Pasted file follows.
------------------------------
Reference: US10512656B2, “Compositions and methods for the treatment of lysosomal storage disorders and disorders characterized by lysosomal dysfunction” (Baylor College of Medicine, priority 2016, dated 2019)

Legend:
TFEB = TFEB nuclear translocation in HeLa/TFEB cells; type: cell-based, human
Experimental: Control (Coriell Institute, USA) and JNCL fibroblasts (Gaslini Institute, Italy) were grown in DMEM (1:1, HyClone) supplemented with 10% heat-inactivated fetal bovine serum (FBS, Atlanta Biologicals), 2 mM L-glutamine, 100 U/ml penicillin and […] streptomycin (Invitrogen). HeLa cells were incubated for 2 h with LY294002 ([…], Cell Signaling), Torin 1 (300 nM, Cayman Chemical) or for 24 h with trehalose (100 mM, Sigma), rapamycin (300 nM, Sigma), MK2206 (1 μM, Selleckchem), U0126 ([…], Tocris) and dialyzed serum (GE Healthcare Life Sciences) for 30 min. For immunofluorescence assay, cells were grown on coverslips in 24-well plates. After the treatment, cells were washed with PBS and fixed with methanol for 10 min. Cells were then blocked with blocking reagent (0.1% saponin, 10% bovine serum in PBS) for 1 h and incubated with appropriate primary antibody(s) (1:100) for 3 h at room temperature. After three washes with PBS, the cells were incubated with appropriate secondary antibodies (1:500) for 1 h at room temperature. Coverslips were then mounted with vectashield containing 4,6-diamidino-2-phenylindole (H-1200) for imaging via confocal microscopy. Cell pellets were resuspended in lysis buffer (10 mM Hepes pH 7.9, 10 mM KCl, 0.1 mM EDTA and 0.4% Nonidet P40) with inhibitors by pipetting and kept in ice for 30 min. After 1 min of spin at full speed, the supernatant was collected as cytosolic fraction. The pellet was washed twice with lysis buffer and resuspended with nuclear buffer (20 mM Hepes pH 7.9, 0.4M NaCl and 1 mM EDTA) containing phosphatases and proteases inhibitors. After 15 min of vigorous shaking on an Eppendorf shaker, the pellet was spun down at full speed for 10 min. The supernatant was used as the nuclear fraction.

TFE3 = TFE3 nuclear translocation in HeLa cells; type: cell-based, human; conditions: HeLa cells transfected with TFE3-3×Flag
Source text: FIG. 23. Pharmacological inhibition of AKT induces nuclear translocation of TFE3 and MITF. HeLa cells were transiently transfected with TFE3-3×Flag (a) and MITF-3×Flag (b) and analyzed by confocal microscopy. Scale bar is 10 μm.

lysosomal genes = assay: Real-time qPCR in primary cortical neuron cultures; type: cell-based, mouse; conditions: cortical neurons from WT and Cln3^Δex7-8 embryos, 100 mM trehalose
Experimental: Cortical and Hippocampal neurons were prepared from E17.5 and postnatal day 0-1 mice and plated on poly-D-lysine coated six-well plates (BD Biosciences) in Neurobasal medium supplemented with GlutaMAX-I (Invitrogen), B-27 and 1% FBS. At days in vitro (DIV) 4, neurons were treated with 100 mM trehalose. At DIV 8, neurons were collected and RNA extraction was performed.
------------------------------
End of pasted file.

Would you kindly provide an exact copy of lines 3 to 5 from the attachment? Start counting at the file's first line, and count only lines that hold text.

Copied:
TFEB = TFEB nuclear translocation in HeLa/TFEB cells; type: cell-based, human
Experimental: Control (Coriell Institute, USA) and JNCL fibroblasts (Gaslini Institute, Italy) were grown in DMEM (1:1, HyClone) supplemented with 10% heat-inactivated fetal bovine serum (FBS, Atlanta Biologicals), 2 mM L-glutamine, 100 U/ml penicillin and […] streptomycin (Invitrogen). HeLa cells were incubated for 2 h with LY294002 ([…], Cell Signaling), Torin 1 (300 nM, Cayman Chemical) or for 24 h with trehalose (100 mM, Sigma), rapamycin (300 nM, Sigma), MK2206 (1 μM, Selleckchem), U0126 ([…], Tocris) and dialyzed serum (GE Healthcare Life Sciences) for 30 min. For immunofluorescence assay, cells were grown on coverslips in 24-well plates. After the treatment, cells were washed with PBS and fixed with methanol for 10 min. Cells were then blocked with blocking reagent (0.1% saponin, 10% bovine serum in PBS) for 1 h and incubated with appropriate primary antibody(s) (1:100) for 3 h at room temperature. After three washes with PBS, the cells were incubated with appropriate secondary antibodies (1:500) for 1 h at room temperature. Coverslips were then mounted with vectashield containing 4,6-diamidino-2-phenylindole (H-1200) for imaging via confocal microscopy. Cell pellets were resuspended in lysis buffer (10 mM Hepes pH 7.9, 10 mM KCl, 0.1 mM EDTA and 0.4% Nonidet P40) with inhibitors by pipetting and kept in ice for 30 min. After 1 min of spin at full speed, the supernatant was collected as cytosolic fraction. The pellet was washed twice with lysis buffer and resuspended with nuclear buffer (20 mM Hepes pH 7.9, 0.4M NaCl and 1 mM EDTA) containing phosphatases and proteases inhibitors. After 15 min of vigorous shaking on an Eppendorf shaker, the pellet was spun down at full speed for 10 min. The supernatant was used as the nuclear fraction.

TFE3 = TFE3 nuclear translocation in HeLa cells; type: cell-based, human; conditions: HeLa cells transfected with TFE3-3×Flag